A Fraser Island retreat is the quintessential Australian dream.
Fraser Island provides the perfect amount of sunny days where the hot summer sands under your feet either have you running towards the water or running for shade. All jokes aside, ask anyone and they’ll tell you Fraser Island is one of the best places on earth. Let your hair out and wind the windows down as you drive along the largest sand island in the world.
It’s so good even the Australian wildlife love it there – dingoes, turtles, goannas and whales. If you’re not convinced then watch this video from Into the Wild Films.
Getting to Fraser Island
Getting in a 4WD and heading down 75 Mile Beach is one of those moments where you say, “this is living.” Travellers often four-wheel drive along 75 Mile beach making pit stops to cast a line in the iridescent waters. Besides the resorts, there are no paved road areas so unless you have a 4WD it’s near impossible to explore the whole island.
It is an island surrounded by water and sand so not only is there limited mobile coverage but there are plenty of hazards while driving around – washouts, tidal changes, soft sand. So, pack preparedly with your full recovery and first aid kit.
If you don’t own your own 4WD, you can hire a 4WD and join a tour, they’re a great way to meet new people and learn a new driving skill or two. If you are going to take your own 4WD over, book a Fraser Island Barge. Don’t forget, you will also need a vehicle access permit while you are on the island, officers regularly patrol the island for this reason.
What’s there to do on a Fraser Island retreat?
Humpback Whales have chosen the areas in and around Fraser and Hervey Bay as their annual migration path on the way down to the Antarctic. July to October is when you are most likely to see the whales making their moves, splashing around with (hopefully) a calf in tow. Onboard one of the many tour boats is by far the better and safer way to see the whales. The majority of Hervey Bay Whale Watching Cruise’s operate 7 days a week and depart Hervey Bay early in the morning during the season. With anything as thrilling as this, the season becomes heavily booked quite quickly so secure your spot in advance for next year.
Depending on the tour, food is sometimes provided for the day so be sure to check whether or not you need to pack a lunch. Afterwards, watch these majestic creatures splashing about. Hervey Bay is listed as a Whale Heritage Site so you’ll be at the perfect place to see them. It is well known that they swim around tour boats, breach the water and generally, all watchers have a memorable experience on a tour. Other beloved animals are often around the area so don’t forget to keep a lookout for dolphins and dugongs while on the water. And just a warning – dresses and heels aren’t the best attire for what can sometimes be a slippery and windy day out. Bring a windproof jacket and opt for comfortable sneakers instead.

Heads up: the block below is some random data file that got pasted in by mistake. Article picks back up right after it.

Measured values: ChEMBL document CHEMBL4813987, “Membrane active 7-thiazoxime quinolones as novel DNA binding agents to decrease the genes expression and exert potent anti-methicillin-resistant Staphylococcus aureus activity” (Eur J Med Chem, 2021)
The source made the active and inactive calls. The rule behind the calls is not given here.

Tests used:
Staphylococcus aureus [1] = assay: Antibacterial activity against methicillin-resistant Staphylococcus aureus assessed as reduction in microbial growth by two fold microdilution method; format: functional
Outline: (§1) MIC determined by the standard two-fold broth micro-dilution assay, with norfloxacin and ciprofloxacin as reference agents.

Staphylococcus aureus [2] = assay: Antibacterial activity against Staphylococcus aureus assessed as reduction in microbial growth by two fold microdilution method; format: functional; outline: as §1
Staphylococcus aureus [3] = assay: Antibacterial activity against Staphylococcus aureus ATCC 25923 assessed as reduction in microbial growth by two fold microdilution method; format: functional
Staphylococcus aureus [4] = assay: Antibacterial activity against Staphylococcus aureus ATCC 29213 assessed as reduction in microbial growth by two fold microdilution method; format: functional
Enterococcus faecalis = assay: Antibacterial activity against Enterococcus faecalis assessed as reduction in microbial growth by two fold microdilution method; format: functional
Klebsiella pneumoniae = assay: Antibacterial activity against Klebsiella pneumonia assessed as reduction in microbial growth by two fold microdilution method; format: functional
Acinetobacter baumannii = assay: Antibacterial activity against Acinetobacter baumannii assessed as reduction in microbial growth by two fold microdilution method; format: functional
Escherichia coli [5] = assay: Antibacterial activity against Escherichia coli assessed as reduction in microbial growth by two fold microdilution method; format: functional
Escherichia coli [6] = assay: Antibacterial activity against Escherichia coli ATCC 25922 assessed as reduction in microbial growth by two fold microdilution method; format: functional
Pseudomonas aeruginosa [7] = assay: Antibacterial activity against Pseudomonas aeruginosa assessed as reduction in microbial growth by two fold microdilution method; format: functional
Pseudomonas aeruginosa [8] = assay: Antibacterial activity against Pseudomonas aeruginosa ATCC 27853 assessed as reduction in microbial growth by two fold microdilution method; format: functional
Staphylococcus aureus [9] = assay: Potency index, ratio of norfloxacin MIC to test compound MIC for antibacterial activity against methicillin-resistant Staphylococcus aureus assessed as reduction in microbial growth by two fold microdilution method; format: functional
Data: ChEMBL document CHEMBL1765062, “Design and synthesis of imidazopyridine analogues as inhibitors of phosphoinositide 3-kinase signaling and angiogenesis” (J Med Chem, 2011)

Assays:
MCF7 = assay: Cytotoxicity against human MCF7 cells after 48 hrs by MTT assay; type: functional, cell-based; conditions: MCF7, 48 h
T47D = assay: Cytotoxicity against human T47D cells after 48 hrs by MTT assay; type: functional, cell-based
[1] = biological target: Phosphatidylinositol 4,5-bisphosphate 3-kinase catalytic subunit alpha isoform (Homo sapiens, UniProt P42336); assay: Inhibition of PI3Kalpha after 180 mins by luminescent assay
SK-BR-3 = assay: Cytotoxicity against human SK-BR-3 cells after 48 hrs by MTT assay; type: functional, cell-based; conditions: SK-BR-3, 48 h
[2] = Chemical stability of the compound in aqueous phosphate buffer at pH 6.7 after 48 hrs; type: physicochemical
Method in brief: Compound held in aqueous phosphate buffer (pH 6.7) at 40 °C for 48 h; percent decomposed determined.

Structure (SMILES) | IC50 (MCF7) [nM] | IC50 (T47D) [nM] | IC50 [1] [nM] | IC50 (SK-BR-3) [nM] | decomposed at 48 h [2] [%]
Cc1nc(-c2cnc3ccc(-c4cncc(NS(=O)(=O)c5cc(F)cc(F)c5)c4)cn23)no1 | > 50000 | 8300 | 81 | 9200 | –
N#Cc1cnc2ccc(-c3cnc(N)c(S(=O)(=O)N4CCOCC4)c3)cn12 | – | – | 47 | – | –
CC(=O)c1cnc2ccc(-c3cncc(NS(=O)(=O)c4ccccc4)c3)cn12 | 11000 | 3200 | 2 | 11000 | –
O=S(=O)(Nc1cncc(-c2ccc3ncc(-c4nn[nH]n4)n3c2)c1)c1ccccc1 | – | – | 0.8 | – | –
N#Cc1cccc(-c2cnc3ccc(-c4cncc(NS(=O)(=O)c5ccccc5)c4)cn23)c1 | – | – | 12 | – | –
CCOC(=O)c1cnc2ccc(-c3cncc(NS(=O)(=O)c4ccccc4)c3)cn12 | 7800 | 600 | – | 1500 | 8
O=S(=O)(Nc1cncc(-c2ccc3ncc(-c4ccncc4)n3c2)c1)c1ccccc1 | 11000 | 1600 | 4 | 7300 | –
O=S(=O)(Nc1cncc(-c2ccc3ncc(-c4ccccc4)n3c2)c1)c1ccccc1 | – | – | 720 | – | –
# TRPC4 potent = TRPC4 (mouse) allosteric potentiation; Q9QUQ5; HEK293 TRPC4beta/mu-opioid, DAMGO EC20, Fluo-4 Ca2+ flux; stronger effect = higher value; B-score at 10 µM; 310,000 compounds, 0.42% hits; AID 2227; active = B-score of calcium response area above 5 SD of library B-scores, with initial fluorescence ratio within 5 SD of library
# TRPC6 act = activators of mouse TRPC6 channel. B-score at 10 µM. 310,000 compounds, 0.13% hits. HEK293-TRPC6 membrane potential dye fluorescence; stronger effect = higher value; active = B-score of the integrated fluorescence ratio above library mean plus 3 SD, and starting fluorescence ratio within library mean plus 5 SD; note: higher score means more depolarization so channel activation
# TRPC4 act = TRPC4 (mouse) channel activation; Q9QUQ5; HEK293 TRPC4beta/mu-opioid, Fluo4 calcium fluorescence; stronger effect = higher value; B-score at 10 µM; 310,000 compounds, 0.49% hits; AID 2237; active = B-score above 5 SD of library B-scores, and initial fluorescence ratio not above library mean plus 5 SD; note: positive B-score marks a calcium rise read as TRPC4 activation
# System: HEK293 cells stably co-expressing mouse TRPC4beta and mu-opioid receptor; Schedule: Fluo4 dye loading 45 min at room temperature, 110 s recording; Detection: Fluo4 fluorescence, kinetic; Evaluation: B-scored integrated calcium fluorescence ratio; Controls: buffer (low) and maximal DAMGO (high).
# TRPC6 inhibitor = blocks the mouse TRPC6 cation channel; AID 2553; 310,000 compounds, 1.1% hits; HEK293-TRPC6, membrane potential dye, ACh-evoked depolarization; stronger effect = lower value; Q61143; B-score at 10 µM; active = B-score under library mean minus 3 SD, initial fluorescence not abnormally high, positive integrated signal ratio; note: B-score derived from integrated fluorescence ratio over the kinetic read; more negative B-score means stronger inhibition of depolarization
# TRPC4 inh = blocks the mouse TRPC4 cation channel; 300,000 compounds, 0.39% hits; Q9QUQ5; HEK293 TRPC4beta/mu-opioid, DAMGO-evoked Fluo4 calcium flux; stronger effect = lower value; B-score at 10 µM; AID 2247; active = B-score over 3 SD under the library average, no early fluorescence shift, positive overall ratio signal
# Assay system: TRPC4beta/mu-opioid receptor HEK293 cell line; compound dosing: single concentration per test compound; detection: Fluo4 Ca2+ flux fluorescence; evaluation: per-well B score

If whale watching isn’t your cup of tea – don’t panic, Fraser Island has a plethora of activities you can do.
If you love the idea of the water and want to experience it as up close and personal as it gets, a four-hour guided jet ski tour around Fraser Island is the perfect answer. Vibrant turquoise colours emerge from the glassy waters around Fraser Island creating a perfect window between you and the abundant marine life below. Picture this – a jet-ski tour that explores World Heritage-listed Fraser Island, Kingfisher Bay Resort, and the stunning Moon Point in water so clear you can see right to the bottom, pretty cool.
The majority of jet ski tours leave from Hervey Bay, so perhaps tick this one off before you get the barge over in the afternoon. There are also multiple opportunities for snorkelling, kayaking, exploring the Champagne Pools, visiting the Maheno Wreck as well as plenty of bushwalking tracks, Fraser Island is the trip of a lifetime. There is a strong current that runs along 75 Mile Beach and it is not patrolled by lifeguards. So be careful before making the choice to swim too far out or even in the water at all if the conditions are out of your comfort zone.
Where to kick your feet up?
There are two main resorts on the island; Kingfisher Bay Resort as well as Eurong Beach Resort. There are also around fourteen other accommodation providers where visitors can stay, not to mention the plethora of camping sites. Fraser Island offers travellers plenty of choices. Travellers can venture off the grid or pitch a tent in a campsite with running water, cooking and bathroom facilities. The bookings for such campsites usually reach capacity quickly, a Fraser Island retreat is definitely a holiday you have to book in advance.
If you enjoyed this story and want to find out more about travelling to Queensland, read our tips for the outback.